Tuesday, December 18, 2012

How to make: Felt Leaf Christmas Tree Skirt

Alright, so I don't have a Christmas Tree skirt.  In fact, I've NEVER had a Christmas tree skirt, even when I was growing up.  I guess this means that my Mom is really the one who never had a Christmas Tree skirt. (HI mom!)  Anyway, we basically just always took a festive tablecloth or sheet and bunched it under the tree.  Kind of like this!

This is in my apartment right now.  Yes, I have two Christmas trees.
Well, I decided that I should probably make one, since it's relatively simple, and I've always wanted to!

I decided #1 to make it green, and then secondly to do a leaf pattern.  Now, this may not be Christmasy to you guys, but I'm really obsessed with leaves and thought it would be cute!

Gather your tools:

1 yard of dark green felt for the main body of the skirt.

¼ yard of complementing lighter green felt.
Green thread
Fabric scissors or Rotary cutter

To begin, take your big piece of felt and cut it into a circle.  You can do this by folding it and cutting off the corners, refolding it in a different way, and cutting it again!  I repeated this again and again until I had achieved a nice circle.  

Then, I set that aside and started working on the complementary felt, which will be the leaves.  I cut a patter of the leaf out of a piece of plastic.

Lay the stencil down and cut out the leaves!  Keep cutting until you've got a NIIIIICE big bunch of them.

Alright, now is time to cut the hole in the middle of the skirt, where the tree trunk will go.  Begin by taking some sort of circular object in your house and mark the place where we should cut.  This box of mints works great!!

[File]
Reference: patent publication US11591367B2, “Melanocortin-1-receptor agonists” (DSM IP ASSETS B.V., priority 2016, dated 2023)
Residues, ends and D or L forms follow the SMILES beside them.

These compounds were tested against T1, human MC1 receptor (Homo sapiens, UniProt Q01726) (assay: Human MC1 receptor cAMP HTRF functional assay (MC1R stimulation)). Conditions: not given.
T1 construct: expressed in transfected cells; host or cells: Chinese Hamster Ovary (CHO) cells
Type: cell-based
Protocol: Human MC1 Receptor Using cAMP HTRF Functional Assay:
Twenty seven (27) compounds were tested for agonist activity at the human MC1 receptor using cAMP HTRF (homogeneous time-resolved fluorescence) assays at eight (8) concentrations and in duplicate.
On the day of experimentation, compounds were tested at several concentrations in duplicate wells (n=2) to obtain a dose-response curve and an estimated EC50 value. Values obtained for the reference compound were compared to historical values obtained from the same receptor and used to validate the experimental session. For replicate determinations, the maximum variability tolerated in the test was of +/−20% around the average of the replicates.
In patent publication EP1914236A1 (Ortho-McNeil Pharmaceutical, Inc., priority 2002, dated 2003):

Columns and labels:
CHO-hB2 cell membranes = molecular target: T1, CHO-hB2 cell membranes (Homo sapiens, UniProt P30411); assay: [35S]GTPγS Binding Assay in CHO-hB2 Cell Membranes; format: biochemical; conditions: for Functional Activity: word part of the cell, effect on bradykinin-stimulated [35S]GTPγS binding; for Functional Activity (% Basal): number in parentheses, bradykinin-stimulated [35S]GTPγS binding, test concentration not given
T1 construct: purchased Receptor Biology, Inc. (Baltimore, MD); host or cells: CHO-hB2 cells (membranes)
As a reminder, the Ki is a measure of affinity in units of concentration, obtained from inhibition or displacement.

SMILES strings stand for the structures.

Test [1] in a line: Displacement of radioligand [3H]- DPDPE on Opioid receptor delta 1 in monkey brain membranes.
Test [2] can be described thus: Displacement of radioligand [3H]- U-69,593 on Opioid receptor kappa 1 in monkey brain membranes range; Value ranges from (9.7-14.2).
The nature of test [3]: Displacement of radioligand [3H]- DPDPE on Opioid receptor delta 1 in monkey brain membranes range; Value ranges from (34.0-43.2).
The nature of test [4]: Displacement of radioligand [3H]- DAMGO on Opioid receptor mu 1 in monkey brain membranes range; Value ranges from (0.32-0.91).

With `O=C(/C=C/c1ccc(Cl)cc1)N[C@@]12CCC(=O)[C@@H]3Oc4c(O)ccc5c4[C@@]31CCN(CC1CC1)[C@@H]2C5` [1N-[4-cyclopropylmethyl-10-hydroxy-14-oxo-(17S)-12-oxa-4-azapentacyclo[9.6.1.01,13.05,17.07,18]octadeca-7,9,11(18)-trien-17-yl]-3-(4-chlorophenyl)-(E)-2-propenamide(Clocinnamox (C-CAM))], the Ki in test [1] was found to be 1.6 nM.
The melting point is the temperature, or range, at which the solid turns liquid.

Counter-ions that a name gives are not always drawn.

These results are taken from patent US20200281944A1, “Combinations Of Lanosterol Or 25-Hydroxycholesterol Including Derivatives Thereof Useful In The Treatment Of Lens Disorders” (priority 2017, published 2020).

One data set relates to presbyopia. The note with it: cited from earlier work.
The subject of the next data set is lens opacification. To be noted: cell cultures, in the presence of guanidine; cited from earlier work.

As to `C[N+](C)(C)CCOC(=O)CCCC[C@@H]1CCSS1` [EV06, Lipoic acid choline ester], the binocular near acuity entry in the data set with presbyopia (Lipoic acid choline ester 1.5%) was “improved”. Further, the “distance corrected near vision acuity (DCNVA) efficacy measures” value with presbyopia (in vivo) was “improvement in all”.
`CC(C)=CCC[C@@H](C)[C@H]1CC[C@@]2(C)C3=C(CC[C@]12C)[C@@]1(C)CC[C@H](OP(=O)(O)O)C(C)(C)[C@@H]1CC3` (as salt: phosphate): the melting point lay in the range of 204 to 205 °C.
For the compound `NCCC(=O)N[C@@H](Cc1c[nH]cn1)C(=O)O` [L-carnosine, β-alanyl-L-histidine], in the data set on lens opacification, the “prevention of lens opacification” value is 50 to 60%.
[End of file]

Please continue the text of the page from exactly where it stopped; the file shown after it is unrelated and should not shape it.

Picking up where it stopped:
Cut a straight line up to that circle, and cut the circle out of the felt.  Something like this:

Now grab all those leaves you cut out:

Start laying down those leaves in a semi-random fashion.

Start pinning those down.

Grab your green thread and your sewing machine:

I really debated with myself how I'd sew this.  On one hand, I could sew a wide swath with curlicues that would get all the leaves at once.  That'd be fast and take less thread, but then it would look messy.  I decided to sew each leaf down individually, which really looked great.  Now, each leaf looks as if we are seeing the veins of the leaves.

And one good thing to do is to NOT run out of thread before you finish.  WHOOPSIES!  I just happened to have this green thread, and there was not much on this spool.  I think I may have inherited this from someone, because the spool looks vintage.

Here's how the leaves looked as I worked.  I didn't cut the thread in between leaves, because I was trying to   use the least amount of thread possible.  Plus, it went faster this way.  When you're all done, trim the thread between the leaves.

The finished product! (except a few leaves on the side, because I have to get more thread!)

It's sooo cute, isn't it?

I am loving it!

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